More enforcement and resources needed to curb illegal dumping near Penticton
The South Okanagan Trail Alliance and the Penticton Indian Band say more needs to be done to fight illegal dumping and littering on public and reserve lands.
“Penalties need to be strengthened so that it puts the fear of the penalty into people’s souls,” said Andrew Drouin, President of the South Okanagan Trail Alliance.
He took a Global News crew on a tour in the back country of the Carmi-Beaverdell area east of Penticton.
Hundreds of gun shell casings littered the ground at an unsanctioned shooting range, garbage was piled up at an illegal campground, and discarded items were scattered all over.
The public can camp on crown land for no longer than 14 days. Drouin witnessed well established campgrounds that had been there for several months.
Drouin said he is also seeing an increase in household and construction waste being disposed.
“What we sort of have begun to see a lot of lately is people doing renovations and coming up here and dumping everything from the renovation in the bush,” he said.
The Penticton Indian Band is also dealing with an increase in garbage associated with camping and residential and industrial waste being dumped on reserve land.
“It’s getting much worse, the illegal camping is getting much worse,” said James Pepper, Director of Natural Resources with the band. “More resourcing directed to it would be very beneficial.”
The Conservation Officer Service is responsible for enforcing littering and illegal dumping laws on crown land and the RCMP on Federal Reserve land.
Conservation officer Tobe Sprado said fines range from $100-$2000 depending on what is dumped and where although prosecution is rare due to a lack of evidence.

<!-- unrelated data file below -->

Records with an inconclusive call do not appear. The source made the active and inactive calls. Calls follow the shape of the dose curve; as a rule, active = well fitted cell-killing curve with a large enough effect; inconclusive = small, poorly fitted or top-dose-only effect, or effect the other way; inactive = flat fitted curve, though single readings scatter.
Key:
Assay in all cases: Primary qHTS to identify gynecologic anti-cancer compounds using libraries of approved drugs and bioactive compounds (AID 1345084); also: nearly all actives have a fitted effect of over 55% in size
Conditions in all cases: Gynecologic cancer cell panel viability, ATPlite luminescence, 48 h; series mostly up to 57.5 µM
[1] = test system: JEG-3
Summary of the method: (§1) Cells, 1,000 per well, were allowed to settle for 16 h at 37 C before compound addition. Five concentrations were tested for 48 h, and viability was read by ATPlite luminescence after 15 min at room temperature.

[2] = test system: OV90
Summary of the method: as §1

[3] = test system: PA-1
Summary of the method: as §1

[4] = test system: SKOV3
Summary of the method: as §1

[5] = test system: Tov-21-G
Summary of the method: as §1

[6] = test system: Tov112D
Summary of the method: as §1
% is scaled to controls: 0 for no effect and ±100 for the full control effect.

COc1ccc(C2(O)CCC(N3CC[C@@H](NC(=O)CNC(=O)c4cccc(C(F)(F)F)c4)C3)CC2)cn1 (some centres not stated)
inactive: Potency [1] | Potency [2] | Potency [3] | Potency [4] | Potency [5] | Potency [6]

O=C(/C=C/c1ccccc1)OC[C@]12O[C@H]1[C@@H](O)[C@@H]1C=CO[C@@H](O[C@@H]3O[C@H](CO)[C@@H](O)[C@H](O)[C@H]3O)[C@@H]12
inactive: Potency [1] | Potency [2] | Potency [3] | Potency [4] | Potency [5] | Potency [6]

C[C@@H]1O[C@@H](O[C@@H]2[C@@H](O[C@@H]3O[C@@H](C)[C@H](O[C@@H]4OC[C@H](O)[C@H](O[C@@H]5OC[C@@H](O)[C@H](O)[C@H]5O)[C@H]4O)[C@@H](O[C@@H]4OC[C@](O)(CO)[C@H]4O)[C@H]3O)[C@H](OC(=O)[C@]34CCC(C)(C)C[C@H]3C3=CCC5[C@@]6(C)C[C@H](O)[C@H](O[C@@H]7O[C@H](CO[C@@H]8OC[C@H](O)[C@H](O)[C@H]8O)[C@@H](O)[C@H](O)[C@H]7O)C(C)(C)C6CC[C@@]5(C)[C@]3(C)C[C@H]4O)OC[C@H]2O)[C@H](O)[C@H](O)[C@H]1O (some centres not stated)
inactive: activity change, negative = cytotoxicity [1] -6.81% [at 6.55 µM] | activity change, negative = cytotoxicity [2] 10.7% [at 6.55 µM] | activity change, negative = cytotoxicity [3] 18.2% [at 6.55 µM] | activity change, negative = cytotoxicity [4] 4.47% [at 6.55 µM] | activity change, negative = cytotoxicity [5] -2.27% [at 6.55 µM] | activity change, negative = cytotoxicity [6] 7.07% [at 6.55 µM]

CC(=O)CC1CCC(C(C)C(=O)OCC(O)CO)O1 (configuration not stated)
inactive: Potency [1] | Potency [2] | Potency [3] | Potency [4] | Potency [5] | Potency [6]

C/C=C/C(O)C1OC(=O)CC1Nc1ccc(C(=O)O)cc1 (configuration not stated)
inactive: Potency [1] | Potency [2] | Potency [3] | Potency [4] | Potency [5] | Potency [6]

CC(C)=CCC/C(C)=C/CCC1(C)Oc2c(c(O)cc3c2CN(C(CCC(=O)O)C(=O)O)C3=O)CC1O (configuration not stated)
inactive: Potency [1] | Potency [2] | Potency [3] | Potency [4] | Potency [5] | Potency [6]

The Penticton office has received 24 littering complaints since April and issued two warnings.
“The ideal situation is if somebody gets a license plate number and actually sees it and is willing to be a witness and willing to go to court over something like that,” Sprado said.
The Regional District of Okanagan Similkameen said it doesn’t have the power to issue fines and that those who do are under resourced.
“When I speak to conservation officers, they are very serious about illegal dumping but they have a man power shortage to deal with every illegal dump site in our area,” Solid Waste Management Co-ordinator Cameron Baughen said.
Some people blame the increase in dumping on tipping fees at the landfill.
“The last ten years we have seen a significant increase in terms of tipping fees,” Baughen said. But he insisted there’s little correlation between tipping fees and illegal dumping.
“Materials that are ending up there are free or cheap and very little of it is garbage which we have raised the fees on.”
Outdoor enthusiasts like Drouin are fed up, “I know people are getting away with it,” he said.
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